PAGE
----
The experimental dry eye murine model was generated with male and female NOD.B10.H2b mice that were more than 12 weeks old. Desiccation stress was achieved by a 0.5 mg/0.2 mL hypodermic injection of scopolamine hydrobromide (Sigma-Aldrich, St. Louis, MO) 4 times per day and low ambient humidity (30–40%) using an air draft from a fan for 18 hours per day for 10 days1,7,14,15,16,53. After the desiccation stress for 10 days, the mice were treated with either RGN-259, CsA, DQS, or LFA in an environment with normal humidity and temperature.
The following eight experimental groups were evaluated: control healthy group (normal, n = 4); baseline desiccation stressed group (untreated, desiccation stress for 10 days, n = 4); vehicle (n = 4, 5 μL/eye instilled bilaterally 4 times per day for 10 days after removal of the desiccation stress); RGN-259, 2 times (n = 5, 5 μL/eye instilled bilaterally 2 times per day for 10 days after removal of the desiccation stress); RGN-259, 4 times (n = 5, 5 μL/eye instilled bilaterally 4 times per day for 10 days after removal of the desiccation stress); CsA (n = 4, 5 μL/eye instilled bilaterally 2 times per day for 10 days after removal of the desiccation stress); DQS (n = 4, 5 μL/eye instilled bilaterally 6 times per day for 10 days after removal of the desiccation stress), and LFA (n = 4, 5 μL/eye instilled bilaterally 2 times per day for 10 days after removal of the desiccation stress).
Treatments and dosing
Topical eye drops with CsA (Allergan, Irvine, CA) and LFA (Shire Pharmaceuticals, Lexington, MA) were administered twice a day. Whereas the RGN-259 eye drops (RegenTree, LLC, Princeton, NJ, USA) were administered 2 or 4 times per day. Drops containing the RGN-259 vehicle (placebo; RegenTree, LLC) were given 4 times per day. The DQS eye drops (Santen Pharmaceutical Co., Osaka, Japan) were administered 6 times per day. Ten microliters of each solution were administrated to both eyes in the mice. All measurements and evaluations were performed by three blinded observers.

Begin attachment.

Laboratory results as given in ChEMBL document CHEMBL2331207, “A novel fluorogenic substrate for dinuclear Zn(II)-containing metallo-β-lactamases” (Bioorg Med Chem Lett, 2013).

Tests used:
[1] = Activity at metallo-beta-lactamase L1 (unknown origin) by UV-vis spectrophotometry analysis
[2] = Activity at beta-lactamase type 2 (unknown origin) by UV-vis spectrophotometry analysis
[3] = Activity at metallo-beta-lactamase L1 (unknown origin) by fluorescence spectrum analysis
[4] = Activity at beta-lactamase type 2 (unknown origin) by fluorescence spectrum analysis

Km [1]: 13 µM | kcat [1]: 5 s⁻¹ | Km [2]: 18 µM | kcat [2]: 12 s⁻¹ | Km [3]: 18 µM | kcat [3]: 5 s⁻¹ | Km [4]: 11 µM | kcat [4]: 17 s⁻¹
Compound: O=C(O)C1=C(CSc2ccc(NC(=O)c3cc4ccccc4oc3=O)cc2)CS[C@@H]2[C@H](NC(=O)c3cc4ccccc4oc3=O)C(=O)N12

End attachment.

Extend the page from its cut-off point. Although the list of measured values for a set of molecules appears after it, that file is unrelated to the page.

Measurement of tear production
Tear production was measured as previously described using phenol red–impregnated cotton threads (Zone-Quick; Oasis, Glendora, CA)1,7,14,15,16. The threads were placed in the lateral canthus for 20 seconds. The tear volumes were analyzed using a microscope (SZX7; Olympus Corp., Tokyo, Japan) based on the millimeters of thread that turned red due to the tears. Tear volume was measured in both eyes within 1 hour after instillation of vehicle, RGN-259, CsA, DQS, and LFA, and tear production was analyzed in both eyes, and the average value of each group was determined.
Measurement of the corneal irregularity score
Corneal smoothness was measured using a stereoscopic zoom microscope on the ocular surface of anesthetized mice and was based on the images of the illuminated white ring observed1,7,14,15,16. The corneal irregularity scores were calculated using the following scale: 0, no distortion; 1, distortion in one quarter; 2, distortion in two quarters; 3, distortion in three quarters; 4, distortion in all four quarters; and 5, distortion so severe that no section of the ring was visible. The corneal smoothness was measured in both eyes within 1 hour after instillation of vehicle, RGN-259, CsA, DQS, and LFA, and the corneal irregularity scores was analyzed in both eyes, and the average value of each group was determined.
Fluorescein staining in the cornea
Corneal fluorescein staining was performed as described by Rashid et al.5. A microliter of 1% sodium fluorescein was dropped onto the ocular surface of the anesthetized mice. After 1 minute, the ocular surface was washed with phosphate-buffered saline (PBS) to remove the excess fluorescein, and then corneal fluorescein staining was evaluated by photography with a cobalt blue light of a slit lamp microscope (SL-D7; Topcon, Tokyo, Japan). Corneal fluorescein staining scores were recorded using a standardized National Eye Institute grading system of 0 to 3 for each of the five areas of the cornea6. Corneal fluorescein staining was measured in both eyes within 1 hour after instillation of vehicle, RGN-259, CsA, DQS, and LFA, and corneal fluorescein staining scores was analyzed in both eyes, and the average value of each group was determined.